Jameis Winston wants the best of both worlds, but can he actually be a star quarterback in the National Football League and a Major League Baseball player at the same time?
The vast majority of the sports world knows Winston as the playmaking, Heisman Trophy-winning QB for Florida State, but the freak athlete is also a member of the Seminoles baseball team as a right-handed pitcher and outfielder.
Before his award-winning campaign in football this fall, Winston, who turns 20 on Jan. 6, spent last spring splitting his time on the mound and in the outfield. In 17 appearances as a pitcher—all in relief—he threw 27 innings, allowing only nine earned runs (3.00 ERA) and just 18 hits (.176 BAA) with a 21-to-12 strikeout-to-walk ratio.
Meanwhile, in 41 games as a position player, the switch-hitting Winston went 28-for-119 (.235 BA) at the plate with 10 extra-base hits (no homers), 22 walks and 33 strikeouts.
Given his pedigree, profile, athleticism and specs—he's listed at 6'4" and 220 pounds on his official Seminoles bio page—Winston's best path for baseball is to make use of his electric right arm, the one that throws touchdown passes by the bushel as well as mid-90s heat and frozen ropes from right field.
Winston recently indicated that he's of the mind to continue his dream of playing both football and baseball professionally. Winston, who will play in the BCS Championship Game against Auburn on Jan. 6, said the following, per Jon Solomon of AL.com:
You can do anything you put your mind to. A lot of people are going to say, no way, he's a quarterback, Bo Jackson was a running back. But if I put my mind to it -- and the one thing I always seem to do is gain the trust of my teammates -- if I can convince those guys I can be your quarterback and still go play baseball for the Atlanta Braves or New York Yankees ...
That echoes what Winston told Matthew Muench of ESPN two years ago, when he was a highly sought after recruit in both sports: "A lot of people ask me which sport I will choose. I want to play both. I want to be the next two-sport pro athlete."
Considered a good prospect on the diamond coming out of high school, Winston was actually drafted in 2012 by the Texas Rangers in the 15th round—and likely would have gone higher if not for his commitment to play football at FSU. Still, if he's serious about playing in the NFL and MLB, Winston has a long way to go and a number of obstacles to overcome, like these.
The number of athletes who have played in the NFL and MLB at the same time in the past few decades can be counted on one hand.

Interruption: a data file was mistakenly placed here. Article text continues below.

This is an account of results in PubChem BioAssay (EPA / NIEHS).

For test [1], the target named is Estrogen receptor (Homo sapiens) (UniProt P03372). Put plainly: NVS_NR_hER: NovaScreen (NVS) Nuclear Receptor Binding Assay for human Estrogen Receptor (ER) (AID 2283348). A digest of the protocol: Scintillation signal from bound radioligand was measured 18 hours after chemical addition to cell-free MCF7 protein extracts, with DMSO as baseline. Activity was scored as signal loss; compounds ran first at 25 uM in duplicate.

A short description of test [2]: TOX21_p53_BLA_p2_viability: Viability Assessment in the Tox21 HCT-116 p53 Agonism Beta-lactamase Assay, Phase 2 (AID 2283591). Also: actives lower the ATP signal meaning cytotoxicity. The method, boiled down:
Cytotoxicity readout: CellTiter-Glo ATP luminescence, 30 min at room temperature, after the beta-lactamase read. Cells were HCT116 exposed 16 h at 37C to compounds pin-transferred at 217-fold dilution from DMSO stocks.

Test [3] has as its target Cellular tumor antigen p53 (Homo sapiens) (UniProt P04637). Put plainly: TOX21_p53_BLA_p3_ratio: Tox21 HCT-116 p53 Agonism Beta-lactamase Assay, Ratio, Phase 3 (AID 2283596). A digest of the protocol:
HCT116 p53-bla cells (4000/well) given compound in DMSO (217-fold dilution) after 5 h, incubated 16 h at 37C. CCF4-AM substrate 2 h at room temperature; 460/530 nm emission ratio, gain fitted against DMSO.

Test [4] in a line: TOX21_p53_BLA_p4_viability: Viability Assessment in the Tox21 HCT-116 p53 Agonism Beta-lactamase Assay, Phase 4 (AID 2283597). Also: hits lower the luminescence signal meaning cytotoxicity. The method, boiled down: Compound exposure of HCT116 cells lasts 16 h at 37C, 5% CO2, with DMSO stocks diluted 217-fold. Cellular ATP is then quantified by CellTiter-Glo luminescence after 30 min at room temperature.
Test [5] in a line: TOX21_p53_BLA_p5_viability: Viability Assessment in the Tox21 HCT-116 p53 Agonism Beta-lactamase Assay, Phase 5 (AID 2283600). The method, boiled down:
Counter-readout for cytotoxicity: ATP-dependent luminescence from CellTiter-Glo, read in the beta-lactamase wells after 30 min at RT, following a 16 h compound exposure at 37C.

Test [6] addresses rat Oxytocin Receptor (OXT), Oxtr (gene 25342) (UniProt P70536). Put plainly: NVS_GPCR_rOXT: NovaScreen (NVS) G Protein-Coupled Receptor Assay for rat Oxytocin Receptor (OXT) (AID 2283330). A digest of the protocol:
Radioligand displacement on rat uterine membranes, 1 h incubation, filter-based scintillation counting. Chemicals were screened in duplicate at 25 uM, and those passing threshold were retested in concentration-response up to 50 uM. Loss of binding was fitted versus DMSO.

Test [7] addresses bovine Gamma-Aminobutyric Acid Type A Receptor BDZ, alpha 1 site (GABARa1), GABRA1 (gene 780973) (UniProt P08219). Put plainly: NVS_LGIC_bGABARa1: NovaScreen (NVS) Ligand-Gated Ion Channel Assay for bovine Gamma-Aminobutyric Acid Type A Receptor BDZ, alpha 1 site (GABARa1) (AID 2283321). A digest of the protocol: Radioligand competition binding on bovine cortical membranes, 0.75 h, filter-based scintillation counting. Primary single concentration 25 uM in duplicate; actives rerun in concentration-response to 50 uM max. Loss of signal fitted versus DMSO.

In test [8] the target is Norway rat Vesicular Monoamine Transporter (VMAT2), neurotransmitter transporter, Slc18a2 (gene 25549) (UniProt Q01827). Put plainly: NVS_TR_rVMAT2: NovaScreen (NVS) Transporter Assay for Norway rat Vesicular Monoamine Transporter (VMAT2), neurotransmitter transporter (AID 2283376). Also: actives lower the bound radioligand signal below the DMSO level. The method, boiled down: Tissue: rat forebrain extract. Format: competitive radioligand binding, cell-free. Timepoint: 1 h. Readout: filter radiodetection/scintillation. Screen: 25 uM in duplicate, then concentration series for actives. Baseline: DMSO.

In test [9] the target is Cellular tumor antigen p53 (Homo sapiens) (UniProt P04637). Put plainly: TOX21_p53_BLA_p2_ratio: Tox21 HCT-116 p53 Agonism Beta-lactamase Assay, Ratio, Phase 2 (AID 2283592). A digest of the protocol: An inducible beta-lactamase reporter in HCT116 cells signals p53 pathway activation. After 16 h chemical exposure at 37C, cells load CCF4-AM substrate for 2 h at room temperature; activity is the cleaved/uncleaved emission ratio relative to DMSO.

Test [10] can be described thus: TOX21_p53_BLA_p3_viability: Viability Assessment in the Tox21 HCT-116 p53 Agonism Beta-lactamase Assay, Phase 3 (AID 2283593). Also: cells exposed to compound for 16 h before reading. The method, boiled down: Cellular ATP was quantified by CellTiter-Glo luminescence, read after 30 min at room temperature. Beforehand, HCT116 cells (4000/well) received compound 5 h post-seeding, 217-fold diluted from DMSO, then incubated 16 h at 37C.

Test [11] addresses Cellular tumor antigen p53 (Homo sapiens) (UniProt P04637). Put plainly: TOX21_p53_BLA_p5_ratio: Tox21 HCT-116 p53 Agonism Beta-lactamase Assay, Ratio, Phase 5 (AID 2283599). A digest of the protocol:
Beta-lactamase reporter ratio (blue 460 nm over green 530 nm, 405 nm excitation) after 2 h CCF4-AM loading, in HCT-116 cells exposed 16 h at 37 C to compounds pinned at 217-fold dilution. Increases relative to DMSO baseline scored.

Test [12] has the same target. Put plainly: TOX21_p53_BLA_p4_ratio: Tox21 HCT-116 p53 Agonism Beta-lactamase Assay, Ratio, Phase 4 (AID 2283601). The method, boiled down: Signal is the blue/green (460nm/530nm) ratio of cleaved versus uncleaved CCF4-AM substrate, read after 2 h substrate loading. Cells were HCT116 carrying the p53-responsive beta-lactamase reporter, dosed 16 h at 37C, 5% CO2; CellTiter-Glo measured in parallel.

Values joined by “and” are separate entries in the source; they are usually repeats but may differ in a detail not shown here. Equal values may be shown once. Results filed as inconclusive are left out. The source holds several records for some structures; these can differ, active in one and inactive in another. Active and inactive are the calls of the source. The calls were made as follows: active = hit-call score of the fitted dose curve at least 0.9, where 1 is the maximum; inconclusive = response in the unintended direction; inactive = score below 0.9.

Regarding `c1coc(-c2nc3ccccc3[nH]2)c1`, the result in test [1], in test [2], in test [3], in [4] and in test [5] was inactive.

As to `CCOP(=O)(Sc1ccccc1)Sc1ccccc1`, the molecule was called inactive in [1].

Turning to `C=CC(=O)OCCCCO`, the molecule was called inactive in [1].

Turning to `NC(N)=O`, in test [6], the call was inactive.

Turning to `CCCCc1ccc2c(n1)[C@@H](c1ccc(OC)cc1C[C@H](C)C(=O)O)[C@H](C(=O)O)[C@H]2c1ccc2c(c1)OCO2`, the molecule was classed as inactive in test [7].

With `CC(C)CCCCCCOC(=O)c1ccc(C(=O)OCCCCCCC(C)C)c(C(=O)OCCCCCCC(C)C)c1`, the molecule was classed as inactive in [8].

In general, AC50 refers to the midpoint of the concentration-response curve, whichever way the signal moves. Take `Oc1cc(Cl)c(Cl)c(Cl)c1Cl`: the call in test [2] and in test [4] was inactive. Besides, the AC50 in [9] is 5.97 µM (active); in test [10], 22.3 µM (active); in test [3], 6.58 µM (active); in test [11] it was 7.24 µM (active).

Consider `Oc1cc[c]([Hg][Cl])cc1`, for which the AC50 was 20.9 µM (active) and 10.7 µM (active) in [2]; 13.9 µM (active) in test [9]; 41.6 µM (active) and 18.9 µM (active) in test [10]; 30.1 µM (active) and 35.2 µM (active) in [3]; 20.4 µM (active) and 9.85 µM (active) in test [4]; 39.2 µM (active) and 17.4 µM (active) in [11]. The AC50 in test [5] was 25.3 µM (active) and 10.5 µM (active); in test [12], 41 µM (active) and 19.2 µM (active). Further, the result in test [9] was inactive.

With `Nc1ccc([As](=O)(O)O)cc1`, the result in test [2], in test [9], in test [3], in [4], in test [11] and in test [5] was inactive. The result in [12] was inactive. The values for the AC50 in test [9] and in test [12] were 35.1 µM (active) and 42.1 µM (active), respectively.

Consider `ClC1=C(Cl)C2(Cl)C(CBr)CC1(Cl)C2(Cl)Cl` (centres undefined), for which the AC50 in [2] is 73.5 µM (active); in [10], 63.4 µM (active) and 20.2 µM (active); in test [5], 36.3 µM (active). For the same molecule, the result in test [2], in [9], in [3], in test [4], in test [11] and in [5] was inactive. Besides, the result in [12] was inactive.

There's Bo Jackson, Deion Sanders and Brian Jordan, who was the last to pull off this incredible feat—and Jordan's playing days ended in 2006.
It's not like others haven't tried or at least been considered candidates to do both, either. In fact, there's a rather extensive list of players drafted in both baseball and football.
Sticking within just the past handful of years, two-sport stars like Jeff Samardzija of the Chicago Cubs, Colorado Rockies prospect Kyle Parker and Los Angeles Dodgers prospect Zach Lee—to name just a few notables—were successful in both football and baseball at the high school and/or college levels. All three wound up choosing baseball over football, foregoing the idea of attempting both.
On the other side, Russell Wilson was drafted by the Colorado Rockies in 2010, but after two seasons in the low minors, he went the opposite direction and is now the star quarterback of the Seattle Seahawks.
Those who managed to make it to the NFL and MLB, well, that is simply a very, very special—and small—batch of athletes.
The Quarterback Challenge
It's no secret that quarterback is the most difficult position to master in the NFL. They're not called "field generals" for nothing. Among all positions, the quarterback has the most to learn, prepare for and grow into.
"I guess the main concern was the physical end of it," said Rick Patterson, Winston's baseball coach at Hueytown High School, per Solomon, "especially being quarterback in football and learning the game."
That brings us back to those three names again—Jackson, Sanders and Jordan. You'll remember that none of those three were quarterbacks: Jackson was a running back, while Sanders and Jordan played in the defensive backfield.